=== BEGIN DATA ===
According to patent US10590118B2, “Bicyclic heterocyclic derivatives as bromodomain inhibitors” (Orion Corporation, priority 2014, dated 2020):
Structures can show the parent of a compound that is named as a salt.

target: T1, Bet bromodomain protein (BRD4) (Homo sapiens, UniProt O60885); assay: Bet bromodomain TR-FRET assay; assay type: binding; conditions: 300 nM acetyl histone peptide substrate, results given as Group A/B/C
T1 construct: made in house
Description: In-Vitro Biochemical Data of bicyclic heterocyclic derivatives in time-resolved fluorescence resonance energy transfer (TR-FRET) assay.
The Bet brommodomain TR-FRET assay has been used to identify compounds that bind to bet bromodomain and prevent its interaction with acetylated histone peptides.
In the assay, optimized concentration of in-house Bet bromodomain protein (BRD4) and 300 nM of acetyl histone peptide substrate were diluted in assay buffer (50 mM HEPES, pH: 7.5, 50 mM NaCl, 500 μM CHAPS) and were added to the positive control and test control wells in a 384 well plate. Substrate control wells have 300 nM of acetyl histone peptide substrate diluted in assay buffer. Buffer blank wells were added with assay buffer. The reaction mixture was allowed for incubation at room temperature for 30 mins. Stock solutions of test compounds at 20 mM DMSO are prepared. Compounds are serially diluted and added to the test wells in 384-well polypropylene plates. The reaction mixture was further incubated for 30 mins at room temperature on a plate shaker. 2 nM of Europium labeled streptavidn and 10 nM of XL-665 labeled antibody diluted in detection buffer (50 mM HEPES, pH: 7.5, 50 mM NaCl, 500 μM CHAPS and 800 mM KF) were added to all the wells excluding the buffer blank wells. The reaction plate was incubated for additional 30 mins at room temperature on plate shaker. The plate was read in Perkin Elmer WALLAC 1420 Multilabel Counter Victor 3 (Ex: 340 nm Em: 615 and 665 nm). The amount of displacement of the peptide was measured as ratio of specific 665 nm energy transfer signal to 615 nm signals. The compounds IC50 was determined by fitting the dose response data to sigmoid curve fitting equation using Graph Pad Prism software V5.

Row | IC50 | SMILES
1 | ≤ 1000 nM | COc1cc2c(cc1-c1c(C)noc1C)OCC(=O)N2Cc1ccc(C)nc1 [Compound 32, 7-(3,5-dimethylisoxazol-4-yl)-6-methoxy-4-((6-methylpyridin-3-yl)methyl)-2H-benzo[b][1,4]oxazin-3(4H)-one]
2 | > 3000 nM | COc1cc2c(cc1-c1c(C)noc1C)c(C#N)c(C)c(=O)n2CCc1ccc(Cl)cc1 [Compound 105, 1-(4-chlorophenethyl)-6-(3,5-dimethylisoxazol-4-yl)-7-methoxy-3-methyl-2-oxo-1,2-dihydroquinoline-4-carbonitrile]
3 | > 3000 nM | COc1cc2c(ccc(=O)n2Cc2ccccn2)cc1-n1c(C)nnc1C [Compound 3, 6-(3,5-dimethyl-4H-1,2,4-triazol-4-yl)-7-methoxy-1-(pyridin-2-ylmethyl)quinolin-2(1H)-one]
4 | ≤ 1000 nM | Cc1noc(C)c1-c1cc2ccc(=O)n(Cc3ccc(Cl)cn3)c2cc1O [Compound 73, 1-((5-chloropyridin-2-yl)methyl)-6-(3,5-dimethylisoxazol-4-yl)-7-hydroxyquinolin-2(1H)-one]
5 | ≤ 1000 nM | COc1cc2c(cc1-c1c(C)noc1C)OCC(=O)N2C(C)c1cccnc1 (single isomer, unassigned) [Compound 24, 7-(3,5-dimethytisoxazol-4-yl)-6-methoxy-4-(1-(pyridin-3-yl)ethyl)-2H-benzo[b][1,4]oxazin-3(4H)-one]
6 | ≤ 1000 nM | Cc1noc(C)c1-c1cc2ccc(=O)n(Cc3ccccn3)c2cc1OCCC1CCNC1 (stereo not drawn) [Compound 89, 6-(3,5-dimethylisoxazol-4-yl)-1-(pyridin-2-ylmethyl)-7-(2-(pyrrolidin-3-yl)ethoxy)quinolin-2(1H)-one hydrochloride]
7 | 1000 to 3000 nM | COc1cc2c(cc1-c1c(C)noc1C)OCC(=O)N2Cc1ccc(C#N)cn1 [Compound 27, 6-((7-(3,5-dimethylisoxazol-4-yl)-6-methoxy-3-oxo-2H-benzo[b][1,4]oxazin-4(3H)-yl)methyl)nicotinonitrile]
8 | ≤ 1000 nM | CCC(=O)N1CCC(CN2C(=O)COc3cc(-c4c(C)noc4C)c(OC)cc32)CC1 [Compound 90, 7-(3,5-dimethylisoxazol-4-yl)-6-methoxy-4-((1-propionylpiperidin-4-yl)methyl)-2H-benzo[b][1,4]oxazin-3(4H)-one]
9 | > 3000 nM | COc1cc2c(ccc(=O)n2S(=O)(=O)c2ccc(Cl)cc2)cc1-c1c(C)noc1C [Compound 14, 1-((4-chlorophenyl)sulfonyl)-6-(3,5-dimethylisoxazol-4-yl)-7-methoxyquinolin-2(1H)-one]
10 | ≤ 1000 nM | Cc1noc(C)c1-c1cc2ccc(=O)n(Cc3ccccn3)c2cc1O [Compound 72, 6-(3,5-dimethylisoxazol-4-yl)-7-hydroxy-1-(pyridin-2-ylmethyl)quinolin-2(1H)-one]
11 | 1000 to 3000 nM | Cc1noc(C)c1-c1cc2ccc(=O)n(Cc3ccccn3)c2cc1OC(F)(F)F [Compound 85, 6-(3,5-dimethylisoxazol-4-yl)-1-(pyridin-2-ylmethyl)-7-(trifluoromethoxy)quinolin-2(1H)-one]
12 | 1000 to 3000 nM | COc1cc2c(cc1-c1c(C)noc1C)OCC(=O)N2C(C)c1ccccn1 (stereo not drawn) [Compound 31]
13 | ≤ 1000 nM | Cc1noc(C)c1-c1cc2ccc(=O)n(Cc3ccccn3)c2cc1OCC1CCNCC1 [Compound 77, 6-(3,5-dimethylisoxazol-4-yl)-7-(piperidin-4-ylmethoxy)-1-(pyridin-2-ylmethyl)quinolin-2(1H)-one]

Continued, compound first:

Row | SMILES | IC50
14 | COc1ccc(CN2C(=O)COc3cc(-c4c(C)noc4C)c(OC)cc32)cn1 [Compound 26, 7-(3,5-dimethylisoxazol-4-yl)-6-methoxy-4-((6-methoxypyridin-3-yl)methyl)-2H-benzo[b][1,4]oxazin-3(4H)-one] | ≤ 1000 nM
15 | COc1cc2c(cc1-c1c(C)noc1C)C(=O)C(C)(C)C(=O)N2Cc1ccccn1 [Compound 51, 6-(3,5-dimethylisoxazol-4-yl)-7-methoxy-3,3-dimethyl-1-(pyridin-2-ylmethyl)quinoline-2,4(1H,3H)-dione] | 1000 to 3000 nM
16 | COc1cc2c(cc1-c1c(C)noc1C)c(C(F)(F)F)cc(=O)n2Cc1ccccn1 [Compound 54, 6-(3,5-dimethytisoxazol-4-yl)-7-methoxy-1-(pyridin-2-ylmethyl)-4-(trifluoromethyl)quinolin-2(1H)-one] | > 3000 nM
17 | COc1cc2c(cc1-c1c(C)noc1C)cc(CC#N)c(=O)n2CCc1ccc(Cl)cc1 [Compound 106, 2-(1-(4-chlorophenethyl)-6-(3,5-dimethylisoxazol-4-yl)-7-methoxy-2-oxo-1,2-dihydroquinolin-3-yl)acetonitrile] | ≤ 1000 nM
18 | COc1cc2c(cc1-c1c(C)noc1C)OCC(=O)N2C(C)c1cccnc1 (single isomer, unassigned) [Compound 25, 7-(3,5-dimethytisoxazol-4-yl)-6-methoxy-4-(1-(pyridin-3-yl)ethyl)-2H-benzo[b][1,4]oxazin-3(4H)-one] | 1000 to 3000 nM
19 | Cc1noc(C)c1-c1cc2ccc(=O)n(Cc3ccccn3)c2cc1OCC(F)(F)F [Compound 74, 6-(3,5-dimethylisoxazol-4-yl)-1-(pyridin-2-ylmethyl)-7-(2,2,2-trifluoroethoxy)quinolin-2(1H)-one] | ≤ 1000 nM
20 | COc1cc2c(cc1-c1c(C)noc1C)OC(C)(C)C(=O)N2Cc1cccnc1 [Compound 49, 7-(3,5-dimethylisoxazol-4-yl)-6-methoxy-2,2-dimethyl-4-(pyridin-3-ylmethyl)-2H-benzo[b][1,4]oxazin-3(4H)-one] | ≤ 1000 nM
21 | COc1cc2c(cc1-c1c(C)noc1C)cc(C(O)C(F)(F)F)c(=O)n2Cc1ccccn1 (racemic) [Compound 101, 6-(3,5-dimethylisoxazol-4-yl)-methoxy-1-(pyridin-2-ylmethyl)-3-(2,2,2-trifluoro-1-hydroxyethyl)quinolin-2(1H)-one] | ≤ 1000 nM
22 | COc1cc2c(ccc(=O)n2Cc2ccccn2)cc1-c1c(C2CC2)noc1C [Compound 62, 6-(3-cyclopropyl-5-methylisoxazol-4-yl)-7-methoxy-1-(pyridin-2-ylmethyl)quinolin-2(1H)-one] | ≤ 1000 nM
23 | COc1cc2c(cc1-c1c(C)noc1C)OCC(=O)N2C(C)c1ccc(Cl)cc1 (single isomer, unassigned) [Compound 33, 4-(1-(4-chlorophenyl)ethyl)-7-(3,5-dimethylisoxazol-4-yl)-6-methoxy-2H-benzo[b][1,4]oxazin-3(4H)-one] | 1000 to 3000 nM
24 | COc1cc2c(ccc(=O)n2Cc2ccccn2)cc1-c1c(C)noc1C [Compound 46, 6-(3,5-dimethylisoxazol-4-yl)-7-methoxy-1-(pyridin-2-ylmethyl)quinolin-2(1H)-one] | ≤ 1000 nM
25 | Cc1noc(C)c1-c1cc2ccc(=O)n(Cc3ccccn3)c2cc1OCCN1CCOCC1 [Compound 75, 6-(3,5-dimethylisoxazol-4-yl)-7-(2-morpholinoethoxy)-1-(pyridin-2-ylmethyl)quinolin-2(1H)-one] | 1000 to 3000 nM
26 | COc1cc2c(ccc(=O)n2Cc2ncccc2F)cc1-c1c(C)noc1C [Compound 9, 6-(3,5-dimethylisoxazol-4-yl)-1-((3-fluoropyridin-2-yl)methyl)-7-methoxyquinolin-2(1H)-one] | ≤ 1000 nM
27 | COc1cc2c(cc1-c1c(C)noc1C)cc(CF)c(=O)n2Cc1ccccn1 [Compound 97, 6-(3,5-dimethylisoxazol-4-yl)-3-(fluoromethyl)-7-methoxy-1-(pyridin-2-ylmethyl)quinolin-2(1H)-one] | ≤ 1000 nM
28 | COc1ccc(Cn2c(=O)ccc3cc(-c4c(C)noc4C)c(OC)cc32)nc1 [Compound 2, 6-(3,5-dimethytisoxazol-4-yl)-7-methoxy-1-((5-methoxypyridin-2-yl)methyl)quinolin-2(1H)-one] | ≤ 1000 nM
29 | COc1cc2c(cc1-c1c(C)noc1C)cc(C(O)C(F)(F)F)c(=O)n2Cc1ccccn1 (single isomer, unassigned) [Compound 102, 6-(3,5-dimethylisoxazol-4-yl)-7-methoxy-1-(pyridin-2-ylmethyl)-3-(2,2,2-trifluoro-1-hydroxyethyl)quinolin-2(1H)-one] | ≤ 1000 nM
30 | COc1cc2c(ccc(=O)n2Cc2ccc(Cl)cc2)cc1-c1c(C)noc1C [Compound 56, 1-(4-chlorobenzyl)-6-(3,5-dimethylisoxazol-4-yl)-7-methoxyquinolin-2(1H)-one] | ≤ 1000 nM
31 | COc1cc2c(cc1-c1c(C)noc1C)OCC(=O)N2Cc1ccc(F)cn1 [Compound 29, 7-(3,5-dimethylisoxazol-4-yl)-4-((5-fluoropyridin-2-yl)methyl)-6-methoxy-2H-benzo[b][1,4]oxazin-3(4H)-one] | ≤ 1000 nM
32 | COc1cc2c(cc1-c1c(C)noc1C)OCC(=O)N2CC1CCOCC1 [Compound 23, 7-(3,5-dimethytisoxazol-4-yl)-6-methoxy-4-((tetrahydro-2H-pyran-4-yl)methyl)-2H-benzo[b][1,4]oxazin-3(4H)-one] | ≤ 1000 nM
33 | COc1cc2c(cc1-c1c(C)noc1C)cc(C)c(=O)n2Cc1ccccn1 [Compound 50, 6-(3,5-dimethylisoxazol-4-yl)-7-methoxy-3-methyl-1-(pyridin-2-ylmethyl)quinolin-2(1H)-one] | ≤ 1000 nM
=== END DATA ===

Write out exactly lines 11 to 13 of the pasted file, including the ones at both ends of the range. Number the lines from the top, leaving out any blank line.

3 | > 3000 nM | COc1cc2c(ccc(=O)n2Cc2ccccn2)cc1-n1c(C)nnc1C [Compound 3, 6-(3,5-dimethyl-4H-1,2,4-triazol-4-yl)-7-methoxy-1-(pyridin-2-ylmethyl)quinolin-2(1H)-one]
4 | ≤ 1000 nM | Cc1noc(C)c1-c1cc2ccc(=O)n(Cc3ccc(Cl)cn3)c2cc1O [Compound 73, 1-((5-chloropyridin-2-yl)methyl)-6-(3,5-dimethylisoxazol-4-yl)-7-hydroxyquinolin-2(1H)-one]
5 | ≤ 1000 nM | COc1cc2c(cc1-c1c(C)noc1C)OCC(=O)N2C(C)c1cccnc1 (single isomer, unassigned) [Compound 24, 7-(3,5-dimethytisoxazol-4-yl)-6-methoxy-4-(1-(pyridin-3-yl)ethyl)-2H-benzo[b][1,4]oxazin-3(4H)-one]